Actually I believe that British-Leyland, were at the fore front of this technology about thirty years ago. I know that they used a sintered alloy for the rockers of the Metro engine, and I have a feeling that they used sintered valve guides in the last of the push rod engines used in the Mini & Metro, in the late eighties and early nineties, when they had to make the engines capable of running on lead free.
Any way, next up, valve seats. Bit more tricky as they have to form a seal between the valve and the port in the cylinder head. There isn't much that can be done to make them self lubricating, so its down to finding a material that is less prone to wear and can withstand the temperatures and pressures better. Consequently, the usual course of action is to fit valve seats of a higher grade of metal that is normally also harder.
That may be sufficient, on its own, but sometimes you may need to have a different grade of metal for the valve itself, either to match the metal of the valve seat, or because the material of the standard valve will still wear or melt under the higher loading.
So, that lot should take care of the problems associated with the lack of leads lubricating properties, but it may not completely effect a cure.
I said that lead boosted the fuel's 'knock' resistance, and that the octane rating of unleaded was the same as for leaded, so it shouldn't be a problem.
Well, that's not QUITE accurate, because there's more to it than just the octane rating. Different fuels burn differently. Deisel for example burns a lot hotter and more slowly than petrol. Methanol, burns more slowly, and a lot cooler than petrol. And they can all burn at different temperatures and different speeds depending on the mixture strength and how fast the engine is turning and lots of other factors.
With the change from leaded to unleaded, the most significant difference is that the ignition timing needs to be changed because of a slight difference in the volatility of the fuel, but there are all sorts of things that can happen inside the engine's combustion chamber.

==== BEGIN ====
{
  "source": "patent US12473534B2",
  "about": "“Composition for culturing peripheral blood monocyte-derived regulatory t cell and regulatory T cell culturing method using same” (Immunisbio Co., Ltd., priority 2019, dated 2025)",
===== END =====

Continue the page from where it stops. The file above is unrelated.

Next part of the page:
Sharp edges can induce turbulence into the charge as it burns that can increase or reduce the rate of burn, or can create a localised 'hot-spot', that will propagate detonation.
In some unleaded conversions, the engineering works that undertakes the job can go to the lengths of reshaping the combustion chamber itself, to put in edges to promote or reduce turbulence, or eliminate potential hot spots. This kind of detail is almost into the realms of craft rather than science, but it can pay dividends on the longevity, performance and reliability of an engine.
Any way, the conversion supplier will be able to tell you how involved the job might be on your particular engine, and how expensive. Some of the cheaper conversions may only do a minimum of work to enable you to use unleaded fuel, and expect you to suffer a small loss in performance as part of the price. Some may be far more thorough, and do a lot more to maintain or even improve the engines performance over standard, on unleaded fuel.
And it is quite common, given the expense, for people to ask for an unleaded cylinder head conversion plus 'stage one' porting at the same time.
But the choice on that one is up to you. Its a permanent solution, but involved and often expensive, and you may want to think about whether you just want to get the cylinder head modified to allow unleaded fuel to be used safely, or if you want to go further and do some power tuning work as well.
Which leaves the last option. Rude, crude and socially unacceptable - but effective. Ignore the problem. Given the lead memory effect, you can probably run for quite a long time before the lack of lubrication promotes serious wear in the engine. If you adjust the timing and mixture to get the engine running right, and keep a close eye on the tappet adjustment, you might not see much of a problem - and when you do, well, you have a choice. It will probably be the cylinder head that's worst effected, so you may get a bit more life by merely replacing the cylinder head for a second hand item, and running it like that until that one breaks. Or you might decide to replace the engine altogether and do likewise, or pull it out and overhaul it completely, and incorporate a lead free head into the rebuild.
But overall, the answer is that the loss of leaded fuel isn't anything to panic over - there is plenty that can be done to solve the problem. Even if you have a rare vehicle and can't find any-one who offers an unleaded conversion for it, there are still specialist engineering companies that may be able to fit harder valve seats and new guides and maybe some other bits and pieces to make it work, and ultimately, if you have to, you can use a lead replacement additive.
Just avoid the 'widgets'!